Zuckerman, who currently resides in Moorpark, CA was interviewed following her successful run on Day Five.

Question:  You have quite an extensive background.  Tell us about how your experience as an avid reader, journalist, law school graduate, and life coach helps you as a poker player.
Zuckerman:  Working with people and understanding people means getting a read on them.  It's basically the same thing in journalism, in law, in life coaching, as well as sitting at the table.  It's basically the same skills.

Question:  What does being a life coach mean?
Zuckerman:  For many years, my friends would always come to me for advice.  At some point, I said to myself, I have seen so many people go through so many crisis’s, that I decided to do this (to make a living).'  So, I plan to go to Cal-Lutheran and get my Masters Degree in psychology.

Question:  How did you get into poker?
Zuckerman:  August of last year was my first tournament.  Ever.  (As for poker) I did not event know what it was.  If people used to talk about poker, I thought about a dark room with lots of smoke, and people drinking and cursing.  I really had no idea what poker is until about a year ago.  After that, I used to get with some of my friends and play cards in Simi Valley.  I started to like it.  That's when I played in my first tournament, which was the ladies event at the Bicycle Casino (Los Angeles).  It was the Legends of Poker.  The buy-in was $300. Until this event last week, that was the highest buy-in tournament I had ever played.  I was very lucky in that ladies tournament.  I sat there for nine hours.

Question:  Tell us what you learned from that first tournament experience.
Zuckerman:  I was sitting next to Barbara Enright.  I did not even know who she was.  After I got home, I did a Google search on her, and said 'Oh my God.'  Since then, she became a close friend and kind of my mentor.

Question:  Tell us about how you came to play in the Main Event.
Zuckerman:  It was my dream, but I never thought it would happen....I talked to my friends and I told them, I know I can do this.  This is my structure.  This will be my best game.  

Question:  What is your position on ladies poker tournaments?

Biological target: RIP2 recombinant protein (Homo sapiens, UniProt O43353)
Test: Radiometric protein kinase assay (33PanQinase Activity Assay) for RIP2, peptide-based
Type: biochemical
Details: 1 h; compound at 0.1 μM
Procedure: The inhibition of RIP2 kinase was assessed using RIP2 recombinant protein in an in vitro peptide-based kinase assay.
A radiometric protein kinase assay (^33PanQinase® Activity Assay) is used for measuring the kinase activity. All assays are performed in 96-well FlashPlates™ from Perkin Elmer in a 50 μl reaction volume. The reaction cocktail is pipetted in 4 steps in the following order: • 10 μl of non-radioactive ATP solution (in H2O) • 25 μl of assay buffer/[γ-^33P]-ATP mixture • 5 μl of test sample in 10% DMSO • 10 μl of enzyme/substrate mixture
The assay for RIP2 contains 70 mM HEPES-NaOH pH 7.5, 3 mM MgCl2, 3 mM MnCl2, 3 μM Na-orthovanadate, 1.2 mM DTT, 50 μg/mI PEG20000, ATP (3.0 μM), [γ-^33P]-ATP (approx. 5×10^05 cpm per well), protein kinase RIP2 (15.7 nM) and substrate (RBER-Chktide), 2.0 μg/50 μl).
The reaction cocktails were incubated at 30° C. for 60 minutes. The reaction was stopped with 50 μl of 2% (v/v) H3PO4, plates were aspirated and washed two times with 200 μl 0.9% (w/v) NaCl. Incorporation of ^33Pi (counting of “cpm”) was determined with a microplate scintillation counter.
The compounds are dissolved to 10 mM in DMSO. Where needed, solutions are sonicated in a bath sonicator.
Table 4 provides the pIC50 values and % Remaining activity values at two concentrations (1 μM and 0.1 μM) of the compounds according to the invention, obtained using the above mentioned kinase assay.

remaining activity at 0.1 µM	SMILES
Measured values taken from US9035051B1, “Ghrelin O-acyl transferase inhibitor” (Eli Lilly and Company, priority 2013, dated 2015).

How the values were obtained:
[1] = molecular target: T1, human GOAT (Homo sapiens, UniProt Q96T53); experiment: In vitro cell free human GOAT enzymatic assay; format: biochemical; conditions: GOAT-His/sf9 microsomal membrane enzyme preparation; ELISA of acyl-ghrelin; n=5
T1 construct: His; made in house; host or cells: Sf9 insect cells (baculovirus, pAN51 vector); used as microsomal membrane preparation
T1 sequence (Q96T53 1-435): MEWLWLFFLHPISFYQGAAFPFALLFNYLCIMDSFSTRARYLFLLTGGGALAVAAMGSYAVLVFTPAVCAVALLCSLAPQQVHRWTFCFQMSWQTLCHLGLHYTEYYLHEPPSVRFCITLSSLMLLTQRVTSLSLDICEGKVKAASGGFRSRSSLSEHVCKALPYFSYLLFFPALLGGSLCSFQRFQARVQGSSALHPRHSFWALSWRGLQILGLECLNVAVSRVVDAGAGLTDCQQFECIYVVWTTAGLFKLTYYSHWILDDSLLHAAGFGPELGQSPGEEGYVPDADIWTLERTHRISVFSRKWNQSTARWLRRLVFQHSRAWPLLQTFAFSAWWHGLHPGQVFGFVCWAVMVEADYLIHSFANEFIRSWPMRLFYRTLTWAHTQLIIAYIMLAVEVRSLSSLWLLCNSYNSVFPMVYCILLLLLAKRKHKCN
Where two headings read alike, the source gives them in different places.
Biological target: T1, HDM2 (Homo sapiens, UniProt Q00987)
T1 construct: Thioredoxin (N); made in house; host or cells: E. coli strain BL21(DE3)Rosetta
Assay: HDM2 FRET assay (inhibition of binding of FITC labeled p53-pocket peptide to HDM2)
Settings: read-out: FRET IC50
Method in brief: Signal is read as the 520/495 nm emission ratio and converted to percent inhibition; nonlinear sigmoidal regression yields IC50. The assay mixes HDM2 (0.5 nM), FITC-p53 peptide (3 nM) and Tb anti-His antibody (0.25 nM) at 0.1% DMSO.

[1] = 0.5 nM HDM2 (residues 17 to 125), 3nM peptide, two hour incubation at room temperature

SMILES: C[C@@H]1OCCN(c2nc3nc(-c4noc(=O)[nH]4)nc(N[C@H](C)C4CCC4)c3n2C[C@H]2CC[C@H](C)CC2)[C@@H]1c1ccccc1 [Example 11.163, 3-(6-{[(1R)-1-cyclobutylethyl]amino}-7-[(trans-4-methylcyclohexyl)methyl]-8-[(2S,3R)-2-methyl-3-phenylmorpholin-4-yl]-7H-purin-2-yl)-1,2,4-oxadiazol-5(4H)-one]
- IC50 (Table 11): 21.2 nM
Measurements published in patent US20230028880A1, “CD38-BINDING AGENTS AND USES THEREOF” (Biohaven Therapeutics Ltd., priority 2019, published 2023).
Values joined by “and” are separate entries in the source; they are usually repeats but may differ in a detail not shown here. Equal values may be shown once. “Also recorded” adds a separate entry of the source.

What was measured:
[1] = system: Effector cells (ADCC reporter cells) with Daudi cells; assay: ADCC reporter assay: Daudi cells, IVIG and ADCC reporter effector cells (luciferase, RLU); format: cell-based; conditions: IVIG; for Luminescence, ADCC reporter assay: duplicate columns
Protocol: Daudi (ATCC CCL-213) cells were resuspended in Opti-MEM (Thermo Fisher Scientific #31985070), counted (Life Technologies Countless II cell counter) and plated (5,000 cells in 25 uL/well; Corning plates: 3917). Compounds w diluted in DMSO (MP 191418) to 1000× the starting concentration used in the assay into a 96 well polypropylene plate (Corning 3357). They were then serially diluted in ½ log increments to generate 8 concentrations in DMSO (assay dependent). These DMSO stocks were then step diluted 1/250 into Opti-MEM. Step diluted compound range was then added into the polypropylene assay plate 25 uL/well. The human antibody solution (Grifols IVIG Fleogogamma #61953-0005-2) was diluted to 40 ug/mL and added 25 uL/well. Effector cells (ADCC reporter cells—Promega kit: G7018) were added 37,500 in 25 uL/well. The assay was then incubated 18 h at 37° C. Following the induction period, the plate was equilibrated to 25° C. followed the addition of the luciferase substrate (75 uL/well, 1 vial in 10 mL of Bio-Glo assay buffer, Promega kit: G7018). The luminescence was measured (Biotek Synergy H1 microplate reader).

Zuckerman:  I love playing in ladies events.

Question:  If you have a playing style, what is it?
Zuckerman:  I think I play solid.  Mostly, I play pretty tight.  But I know when I need to change.  I know how to become aggressive when I need to.

Question:  What is your reaction to being told you are the last woman playing in the Main Event?
Zuckerman:  I am so overwhelmed right now, that it has not sunk in.  I don't believe what's going on.  It's going to take months for me to get what is going on here.

Question:  Tell us about your WSOP dream.  It is to win the Main Event?
Zuckerman:  My dream was just to make it to Day Three.  I never thought beyond that.  So, to make it to the final table, I cannot even fathom it.  I cannot think beyond that.  I think one level at a time, one break at a time.  That's what I've been doing for five days now.


All players began this tournament with 30,000 in chips.  The average stack size when play began on this day was about 382,000 in chips.

Play was nine-handed.  This format is expected to remain in effect until play reaches the final ten players, which then combines temporarily to a ten-handed table.  After one player is eliminated, the “November Nine” will be set and the tournament will take a three-month hiatus.

Day Five played four full levels.  Each level is two hours long.  Play began at noon and ended at 11:05 pm.  There is one hour remaining in Level 21.

The average stack size is currently 1,071,000 in chips.

The lowest-denomination chip at the start of Day Six will be 1,000.

When players return for Day Five, blinds will be 8,000-16,000 with a 2,000 ante.

Day Five began with 574 players.  There were 205 survivors.  This means about 36 percent of Day Five starters survived the session.

With this day now complete, there are 205 total players still alive in the Main Event.  

Players who survived Day Five will return to continue their quest for the 2010 world poker championship on Thursday, July 15th, at 12 noon.

Payouts increase at various intervals.  Every player still alive in the tournament is currently guaranteed at least $48,847 in prize money.  The next jump comes between 171st and 172nd place, which will pay $57,102.